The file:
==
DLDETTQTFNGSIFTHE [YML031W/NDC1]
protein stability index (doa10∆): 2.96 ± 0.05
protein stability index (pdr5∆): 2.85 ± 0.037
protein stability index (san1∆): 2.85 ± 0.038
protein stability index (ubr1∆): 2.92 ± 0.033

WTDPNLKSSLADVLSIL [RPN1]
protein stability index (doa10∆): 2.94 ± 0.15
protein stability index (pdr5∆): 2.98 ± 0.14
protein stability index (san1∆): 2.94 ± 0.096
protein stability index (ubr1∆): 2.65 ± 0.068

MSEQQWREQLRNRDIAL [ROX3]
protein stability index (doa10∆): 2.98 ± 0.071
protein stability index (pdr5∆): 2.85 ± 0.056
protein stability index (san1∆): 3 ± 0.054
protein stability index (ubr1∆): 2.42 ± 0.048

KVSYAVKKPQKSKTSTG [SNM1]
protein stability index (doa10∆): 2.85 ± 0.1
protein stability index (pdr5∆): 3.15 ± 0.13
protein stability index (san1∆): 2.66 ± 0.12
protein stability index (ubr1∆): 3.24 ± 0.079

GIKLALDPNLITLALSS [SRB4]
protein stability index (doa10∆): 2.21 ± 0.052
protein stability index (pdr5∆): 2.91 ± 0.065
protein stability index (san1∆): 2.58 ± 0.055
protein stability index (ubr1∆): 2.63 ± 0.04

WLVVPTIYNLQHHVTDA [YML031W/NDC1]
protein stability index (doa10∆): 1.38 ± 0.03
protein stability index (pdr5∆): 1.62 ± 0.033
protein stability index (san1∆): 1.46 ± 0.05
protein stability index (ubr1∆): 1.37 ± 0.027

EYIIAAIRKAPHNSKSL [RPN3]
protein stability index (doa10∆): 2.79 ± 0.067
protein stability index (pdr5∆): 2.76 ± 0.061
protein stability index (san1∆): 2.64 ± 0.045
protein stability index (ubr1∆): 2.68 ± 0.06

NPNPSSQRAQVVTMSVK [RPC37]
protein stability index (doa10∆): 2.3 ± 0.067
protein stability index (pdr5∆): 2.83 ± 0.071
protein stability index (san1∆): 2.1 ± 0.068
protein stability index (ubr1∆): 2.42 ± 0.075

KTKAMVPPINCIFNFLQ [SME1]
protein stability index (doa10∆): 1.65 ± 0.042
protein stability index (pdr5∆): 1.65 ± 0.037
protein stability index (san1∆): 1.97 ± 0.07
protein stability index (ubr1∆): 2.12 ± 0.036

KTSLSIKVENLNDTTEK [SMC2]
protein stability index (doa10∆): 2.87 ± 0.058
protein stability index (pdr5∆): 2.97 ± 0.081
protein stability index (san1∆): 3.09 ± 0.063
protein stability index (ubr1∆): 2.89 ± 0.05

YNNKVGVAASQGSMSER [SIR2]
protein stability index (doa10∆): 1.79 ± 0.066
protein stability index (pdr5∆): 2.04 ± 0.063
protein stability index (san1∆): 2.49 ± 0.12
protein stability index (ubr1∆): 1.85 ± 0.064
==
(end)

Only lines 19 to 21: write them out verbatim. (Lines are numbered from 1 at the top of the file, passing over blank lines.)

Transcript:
protein stability index (san1∆): 2.66 ± 0.12
protein stability index (ubr1∆): 3.24 ± 0.079

GIKLALDPNLITLALSS [SRB4]